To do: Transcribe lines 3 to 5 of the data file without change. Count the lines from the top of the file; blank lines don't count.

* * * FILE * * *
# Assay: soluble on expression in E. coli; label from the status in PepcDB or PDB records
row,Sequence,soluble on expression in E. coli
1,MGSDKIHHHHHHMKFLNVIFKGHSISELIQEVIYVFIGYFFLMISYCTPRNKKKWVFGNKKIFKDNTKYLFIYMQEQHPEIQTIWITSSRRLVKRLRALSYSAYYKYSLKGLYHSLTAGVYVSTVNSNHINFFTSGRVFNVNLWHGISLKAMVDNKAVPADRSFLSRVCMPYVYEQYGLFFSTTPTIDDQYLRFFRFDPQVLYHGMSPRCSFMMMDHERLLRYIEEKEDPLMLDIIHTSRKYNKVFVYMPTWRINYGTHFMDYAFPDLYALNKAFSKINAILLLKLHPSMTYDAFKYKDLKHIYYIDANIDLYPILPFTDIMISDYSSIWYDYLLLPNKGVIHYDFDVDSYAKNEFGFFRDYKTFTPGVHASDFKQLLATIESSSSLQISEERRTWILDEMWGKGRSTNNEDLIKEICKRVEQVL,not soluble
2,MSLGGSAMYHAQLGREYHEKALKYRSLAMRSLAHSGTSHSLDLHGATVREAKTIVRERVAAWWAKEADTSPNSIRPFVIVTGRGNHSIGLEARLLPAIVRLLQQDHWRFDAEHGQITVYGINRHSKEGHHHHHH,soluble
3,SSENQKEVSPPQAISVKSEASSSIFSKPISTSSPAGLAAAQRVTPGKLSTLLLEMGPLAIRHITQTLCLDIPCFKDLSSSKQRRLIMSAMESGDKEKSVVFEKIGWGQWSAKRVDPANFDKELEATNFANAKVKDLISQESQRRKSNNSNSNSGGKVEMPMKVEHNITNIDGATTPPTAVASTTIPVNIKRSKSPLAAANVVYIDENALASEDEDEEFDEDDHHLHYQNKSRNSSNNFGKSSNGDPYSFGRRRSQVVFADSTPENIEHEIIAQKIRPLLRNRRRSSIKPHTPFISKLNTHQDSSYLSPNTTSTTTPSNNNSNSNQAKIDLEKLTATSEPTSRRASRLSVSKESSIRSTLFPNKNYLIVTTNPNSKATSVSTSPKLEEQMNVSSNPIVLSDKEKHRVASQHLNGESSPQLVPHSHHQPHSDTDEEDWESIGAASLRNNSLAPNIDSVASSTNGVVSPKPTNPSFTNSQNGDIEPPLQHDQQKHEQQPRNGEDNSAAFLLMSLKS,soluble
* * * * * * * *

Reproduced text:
1,MGSDKIHHHHHHMKFLNVIFKGHSISELIQEVIYVFIGYFFLMISYCTPRNKKKWVFGNKKIFKDNTKYLFIYMQEQHPEIQTIWITSSRRLVKRLRALSYSAYYKYSLKGLYHSLTAGVYVSTVNSNHINFFTSGRVFNVNLWHGISLKAMVDNKAVPADRSFLSRVCMPYVYEQYGLFFSTTPTIDDQYLRFFRFDPQVLYHGMSPRCSFMMMDHERLLRYIEEKEDPLMLDIIHTSRKYNKVFVYMPTWRINYGTHFMDYAFPDLYALNKAFSKINAILLLKLHPSMTYDAFKYKDLKHIYYIDANIDLYPILPFTDIMISDYSSIWYDYLLLPNKGVIHYDFDVDSYAKNEFGFFRDYKTFTPGVHASDFKQLLATIESSSSLQISEERRTWILDEMWGKGRSTNNEDLIKEICKRVEQVL,not soluble
2,MSLGGSAMYHAQLGREYHEKALKYRSLAMRSLAHSGTSHSLDLHGATVREAKTIVRERVAAWWAKEADTSPNSIRPFVIVTGRGNHSIGLEARLLPAIVRLLQQDHWRFDAEHGQITVYGINRHSKEGHHHHHH,soluble
3,SSENQKEVSPPQAISVKSEASSSIFSKPISTSSPAGLAAAQRVTPGKLSTLLLEMGPLAIRHITQTLCLDIPCFKDLSSSKQRRLIMSAMESGDKEKSVVFEKIGWGQWSAKRVDPANFDKELEATNFANAKVKDLISQESQRRKSNNSNSNSGGKVEMPMKVEHNITNIDGATTPPTAVASTTIPVNIKRSKSPLAAANVVYIDENALASEDEDEEFDEDDHHLHYQNKSRNSSNNFGKSSNGDPYSFGRRRSQVVFADSTPENIEHEIIAQKIRPLLRNRRRSSIKPHTPFISKLNTHQDSSYLSPNTTSTTTPSNNNSNSNQAKIDLEKLTATSEPTSRRASRLSVSKESSIRSTLFPNKNYLIVTTNPNSKATSVSTSPKLEEQMNVSSNPIVLSDKEKHRVASQHLNGESSPQLVPHSHHQPHSDTDEEDWESIGAASLRNNSLAPNIDSVASSTNGVVSPKPTNPSFTNSQNGDIEPPLQHDQQKHEQQPRNGEDNSAAFLLMSLKS,soluble